The Victorians by Jacob Rees-Mogg review — bad, boring and mind‑bogglingly banal
A lifetime ago, when Theresa May was the new Iron Lady of British politics, the Tories had piled up a 20-point lead in the opinion polls and we were definitely going to leave the EU on March 29, Jacob Rees-Mogg agreed to write a history of the Victorians. It seemed such a good idea that it was surprising nobody had thought of it before: the last Victorian, apparently catapulted forward in time from the 1830s, writing about his favourite period. What could possibly go wrong?
Alas, if the past two years have taught us anything, it is that the best-laid plans can go hopelessly awry. May’s premiership is in tatters, the Tories are staring at electoral oblivion and Britain is trapped in Brexit limbo. But Rees-Mogg has not let us down. Right on cue his book has arrived, perfectly timed for the 200th anniversary of Queen Victoria’s birth. The only problem is that it is absolutely abysmal.
I say that, by the way, with some regret. No doubt every sanctimonious academic in the country has already decided that Rees-Mogg’s book has to be dreadful, so it would have been fun to disappoint them. But there is just no denying it: the book is terrible, so bad, so boring, so mind-bogglingly banal that if it had been written by anybody else it would never have been published.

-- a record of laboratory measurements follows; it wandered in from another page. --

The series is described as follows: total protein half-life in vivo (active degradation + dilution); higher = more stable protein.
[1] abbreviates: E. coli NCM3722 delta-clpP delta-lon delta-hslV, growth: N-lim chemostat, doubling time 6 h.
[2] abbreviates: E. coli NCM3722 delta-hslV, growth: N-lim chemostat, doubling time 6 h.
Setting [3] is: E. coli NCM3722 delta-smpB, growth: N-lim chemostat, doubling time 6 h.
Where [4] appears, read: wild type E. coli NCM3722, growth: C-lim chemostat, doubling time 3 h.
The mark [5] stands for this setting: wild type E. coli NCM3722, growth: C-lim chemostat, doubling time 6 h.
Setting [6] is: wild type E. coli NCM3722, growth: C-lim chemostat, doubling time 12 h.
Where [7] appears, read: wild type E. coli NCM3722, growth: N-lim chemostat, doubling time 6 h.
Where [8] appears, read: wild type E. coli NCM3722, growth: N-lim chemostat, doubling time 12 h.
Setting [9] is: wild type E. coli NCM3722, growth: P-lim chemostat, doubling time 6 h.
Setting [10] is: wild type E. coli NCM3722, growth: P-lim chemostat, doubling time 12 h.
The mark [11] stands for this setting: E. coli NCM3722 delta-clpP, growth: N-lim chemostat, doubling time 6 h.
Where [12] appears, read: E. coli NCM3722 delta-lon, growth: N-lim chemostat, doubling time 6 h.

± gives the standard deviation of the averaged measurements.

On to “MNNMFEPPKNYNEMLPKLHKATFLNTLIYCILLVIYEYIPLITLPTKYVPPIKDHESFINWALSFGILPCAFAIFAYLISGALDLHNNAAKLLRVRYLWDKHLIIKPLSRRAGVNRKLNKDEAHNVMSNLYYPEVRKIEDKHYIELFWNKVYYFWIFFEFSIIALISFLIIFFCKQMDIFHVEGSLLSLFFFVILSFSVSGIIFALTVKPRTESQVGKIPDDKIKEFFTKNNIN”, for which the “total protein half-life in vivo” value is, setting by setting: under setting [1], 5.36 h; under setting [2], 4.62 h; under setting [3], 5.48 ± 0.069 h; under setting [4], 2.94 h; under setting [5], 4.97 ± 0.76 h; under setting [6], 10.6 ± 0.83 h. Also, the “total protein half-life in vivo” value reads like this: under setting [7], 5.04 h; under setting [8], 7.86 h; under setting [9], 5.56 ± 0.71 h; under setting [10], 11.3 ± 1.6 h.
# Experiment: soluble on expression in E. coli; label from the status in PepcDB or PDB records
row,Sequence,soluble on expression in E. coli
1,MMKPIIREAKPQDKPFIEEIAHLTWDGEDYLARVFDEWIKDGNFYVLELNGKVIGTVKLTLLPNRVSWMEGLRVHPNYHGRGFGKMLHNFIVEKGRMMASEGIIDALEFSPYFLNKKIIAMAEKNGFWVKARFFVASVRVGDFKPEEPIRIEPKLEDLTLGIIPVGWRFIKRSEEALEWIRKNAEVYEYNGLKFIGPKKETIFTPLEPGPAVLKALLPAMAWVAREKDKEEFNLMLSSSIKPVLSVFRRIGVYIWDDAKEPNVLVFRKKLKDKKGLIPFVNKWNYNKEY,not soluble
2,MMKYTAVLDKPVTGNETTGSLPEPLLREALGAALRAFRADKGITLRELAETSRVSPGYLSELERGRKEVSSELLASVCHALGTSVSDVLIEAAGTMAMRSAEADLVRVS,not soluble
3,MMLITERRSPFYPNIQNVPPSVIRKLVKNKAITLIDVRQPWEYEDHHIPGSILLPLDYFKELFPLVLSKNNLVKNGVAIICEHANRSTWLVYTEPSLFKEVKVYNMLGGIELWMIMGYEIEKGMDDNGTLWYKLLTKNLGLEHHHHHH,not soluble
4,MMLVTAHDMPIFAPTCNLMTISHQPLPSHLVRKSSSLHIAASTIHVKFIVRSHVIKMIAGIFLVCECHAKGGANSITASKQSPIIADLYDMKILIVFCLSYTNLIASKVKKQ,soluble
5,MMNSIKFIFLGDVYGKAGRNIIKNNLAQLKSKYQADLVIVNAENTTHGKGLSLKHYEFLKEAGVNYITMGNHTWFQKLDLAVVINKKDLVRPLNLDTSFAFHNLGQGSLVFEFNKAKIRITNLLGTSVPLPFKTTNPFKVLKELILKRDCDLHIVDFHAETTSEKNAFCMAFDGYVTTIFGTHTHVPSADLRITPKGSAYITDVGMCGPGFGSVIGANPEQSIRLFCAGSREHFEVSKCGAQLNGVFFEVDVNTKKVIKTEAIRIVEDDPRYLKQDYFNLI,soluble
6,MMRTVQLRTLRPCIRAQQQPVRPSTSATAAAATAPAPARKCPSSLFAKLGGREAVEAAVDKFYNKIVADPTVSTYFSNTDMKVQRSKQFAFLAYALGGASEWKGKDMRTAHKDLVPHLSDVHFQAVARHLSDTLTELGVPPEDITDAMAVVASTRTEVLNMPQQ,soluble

Rees-Mogg gets off to a bad start and never recovers. In his opening pages, he introduces us to “the Bloomsburyite Lytton Strachey” whose book Eminent Victorians “took a blow torch to the heroes of the British 19th century”. When Rees-Mogg “leafed through” Strachey’s book, he “was struck by its unfairness and its cynicism. It occurred to me that it was time to look again at some of these eminent Victorians and to reassess their effect upon and contribution to their world and to our own.”
Having proved to his satisfaction the importance of individuals in history, Rees-Mogg sets out his chosen dozen. Among them are four prime ministers, Sir Robert Peel, Lord Palmerston, Benjamin Disraeli and William Gladstone, and two generals, Sir Charles Napier and Charles Gordon; the architect Augustus Pugin; the legal scholar AV Dicey; the cricketer WG Grace; and the Prince Consort, Albert. But there are no scientists, no novelists, no engineers and no artists. Charles Darwin’s name appears in the text precisely once. The names of Charles Dickens and George Eliot, almost unbelievably, do not appear at all. There is also nothing about music halls, nothing about the railway and the telegraph, nothing about football and rugby, nothing about towns, cities, suburbs and the countryside, nothing about medicine and education, nothing about transport and technology, nothing about work and leisure, nothing about any aspect of working-class life and nothing about women. To cut a long story short, there is virtually nothing about anything. https://www.thetimes.co.uk/edition/news ... -3wlg2stts